Recently he was informed that the project was in the works again with the Rev. Kenneth Nelson and Sandra Rogers, a church member, to consecrate or re-consecrate the ground and pay tribute to the slaves buried there. They will sing a few spirituals, songs the slaves themselves might have known, and will read a poem by Maya Angelou.

Ms. Rogers, who sings in the Hood A.M.E. Zion Church Gospel Choir, said she has been trying to find the names of the slaves but it has been a hard task.

She called Mr. LaBella but he explained he had little information. She also went to the Oyster Bay Historical Society; John Hammond, Town of Oyster Bay historian; and Raynham Hall Museum. The best information she received was from Claire Bellerjeau who curated the slave history exhibit at Raynham Hall Museum when the Slave Bible was bought at auction. Ms. Bellerjeau is going to give the church the names of all the slaves on Long Island which will be displayed at the church.

"Claire Bellerjeau has done a lot of historical research for Raynham Hall Museum and they gave us permission to use the names so we can put them on the wall," said Rev. Nelson.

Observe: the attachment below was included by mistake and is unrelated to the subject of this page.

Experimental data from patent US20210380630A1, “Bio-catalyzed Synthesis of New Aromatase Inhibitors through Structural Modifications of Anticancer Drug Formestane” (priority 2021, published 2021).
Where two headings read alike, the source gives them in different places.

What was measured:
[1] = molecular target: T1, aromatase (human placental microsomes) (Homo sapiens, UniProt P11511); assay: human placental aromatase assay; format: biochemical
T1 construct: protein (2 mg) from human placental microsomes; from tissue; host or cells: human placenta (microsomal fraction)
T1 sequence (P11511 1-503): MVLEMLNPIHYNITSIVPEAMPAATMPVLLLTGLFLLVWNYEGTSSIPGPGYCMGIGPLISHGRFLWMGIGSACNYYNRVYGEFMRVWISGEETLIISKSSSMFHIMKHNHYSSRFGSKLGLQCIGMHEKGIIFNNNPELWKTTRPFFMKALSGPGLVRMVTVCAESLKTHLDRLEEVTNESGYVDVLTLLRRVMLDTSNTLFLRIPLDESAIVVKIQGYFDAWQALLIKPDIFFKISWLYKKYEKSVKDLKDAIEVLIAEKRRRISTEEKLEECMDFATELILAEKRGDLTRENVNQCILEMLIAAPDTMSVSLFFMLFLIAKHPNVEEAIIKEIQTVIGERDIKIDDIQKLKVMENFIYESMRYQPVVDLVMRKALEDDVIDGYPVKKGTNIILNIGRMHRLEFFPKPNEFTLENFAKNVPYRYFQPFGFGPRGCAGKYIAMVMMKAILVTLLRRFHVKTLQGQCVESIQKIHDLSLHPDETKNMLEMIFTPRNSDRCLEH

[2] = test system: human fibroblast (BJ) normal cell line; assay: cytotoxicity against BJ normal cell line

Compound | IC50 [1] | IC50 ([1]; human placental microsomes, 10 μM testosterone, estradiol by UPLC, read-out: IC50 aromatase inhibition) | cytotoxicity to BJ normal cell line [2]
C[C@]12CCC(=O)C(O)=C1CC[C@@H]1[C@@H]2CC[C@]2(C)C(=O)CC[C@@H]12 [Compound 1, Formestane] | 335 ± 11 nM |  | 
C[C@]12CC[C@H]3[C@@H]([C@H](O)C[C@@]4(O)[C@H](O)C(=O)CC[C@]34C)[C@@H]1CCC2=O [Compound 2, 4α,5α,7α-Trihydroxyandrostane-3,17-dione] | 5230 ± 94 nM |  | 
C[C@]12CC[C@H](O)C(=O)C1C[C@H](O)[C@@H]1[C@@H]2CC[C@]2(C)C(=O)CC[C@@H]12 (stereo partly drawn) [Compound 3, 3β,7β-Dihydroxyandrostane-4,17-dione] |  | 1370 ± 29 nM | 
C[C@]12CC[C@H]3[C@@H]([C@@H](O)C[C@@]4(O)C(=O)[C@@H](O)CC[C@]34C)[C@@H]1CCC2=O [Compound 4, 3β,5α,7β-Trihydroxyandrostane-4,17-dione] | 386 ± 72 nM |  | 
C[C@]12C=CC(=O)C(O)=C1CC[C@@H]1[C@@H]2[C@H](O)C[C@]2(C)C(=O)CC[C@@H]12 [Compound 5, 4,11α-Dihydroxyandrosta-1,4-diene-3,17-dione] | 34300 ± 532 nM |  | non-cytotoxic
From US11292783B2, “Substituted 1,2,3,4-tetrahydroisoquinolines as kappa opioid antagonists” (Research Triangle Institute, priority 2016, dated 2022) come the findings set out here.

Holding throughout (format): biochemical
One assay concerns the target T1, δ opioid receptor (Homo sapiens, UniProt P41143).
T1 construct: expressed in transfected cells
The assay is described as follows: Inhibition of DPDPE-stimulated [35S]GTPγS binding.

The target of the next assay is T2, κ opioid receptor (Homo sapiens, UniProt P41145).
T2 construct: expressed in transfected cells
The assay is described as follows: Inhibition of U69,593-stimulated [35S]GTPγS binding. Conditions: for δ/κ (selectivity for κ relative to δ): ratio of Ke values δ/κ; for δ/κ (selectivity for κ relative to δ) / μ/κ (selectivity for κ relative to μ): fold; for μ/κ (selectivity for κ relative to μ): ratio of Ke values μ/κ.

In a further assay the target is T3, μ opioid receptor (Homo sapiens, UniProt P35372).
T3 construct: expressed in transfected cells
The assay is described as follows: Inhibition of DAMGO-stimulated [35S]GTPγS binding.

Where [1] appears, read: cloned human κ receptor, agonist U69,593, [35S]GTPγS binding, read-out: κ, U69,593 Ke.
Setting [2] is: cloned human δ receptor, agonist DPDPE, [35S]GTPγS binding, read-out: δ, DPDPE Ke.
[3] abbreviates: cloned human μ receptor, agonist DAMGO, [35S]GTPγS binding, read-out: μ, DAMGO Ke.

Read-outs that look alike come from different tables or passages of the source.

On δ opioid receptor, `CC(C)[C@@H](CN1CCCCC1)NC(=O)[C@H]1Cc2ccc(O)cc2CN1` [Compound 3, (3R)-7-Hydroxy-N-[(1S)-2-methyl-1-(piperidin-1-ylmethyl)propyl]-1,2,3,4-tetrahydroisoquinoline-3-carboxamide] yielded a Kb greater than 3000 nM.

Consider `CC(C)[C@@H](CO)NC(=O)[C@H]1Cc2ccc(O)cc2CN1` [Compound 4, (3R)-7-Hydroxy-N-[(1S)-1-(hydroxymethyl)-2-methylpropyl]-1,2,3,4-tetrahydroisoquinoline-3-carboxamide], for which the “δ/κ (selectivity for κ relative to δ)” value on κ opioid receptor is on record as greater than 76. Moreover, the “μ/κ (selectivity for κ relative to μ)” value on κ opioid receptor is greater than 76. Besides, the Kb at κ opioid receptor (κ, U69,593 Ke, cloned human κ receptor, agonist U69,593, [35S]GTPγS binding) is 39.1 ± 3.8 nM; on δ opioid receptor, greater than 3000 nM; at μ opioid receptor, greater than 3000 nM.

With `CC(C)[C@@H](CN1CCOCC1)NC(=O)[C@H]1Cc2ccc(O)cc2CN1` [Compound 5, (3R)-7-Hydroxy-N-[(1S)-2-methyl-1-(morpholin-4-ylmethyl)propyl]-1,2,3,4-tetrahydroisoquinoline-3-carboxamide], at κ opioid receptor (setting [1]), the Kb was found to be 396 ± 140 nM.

Ms. Rogers said, "It wasn't until the law required people to report the slaves they had and then they only gave a first name or just 'baby.' It's not a lot of information at all," she said.

Nick LaBella said the only actual name he has found is "An Elizabeth Townsend, faithful colored servant. All of the other 50-plus grave sites are marked in the book as 'unknown.' It is the area right up front with a stone under the spruces that says, 'the crosses mark the graves of faithful slaves of the Youngs family,'" explained Mr. LaBella. "Youngs Cemetery is one of the oldest cemeteries in the entire U.S.: let's consider, Jamestown 1607; Plymouth 1620; and Youngs around 1640."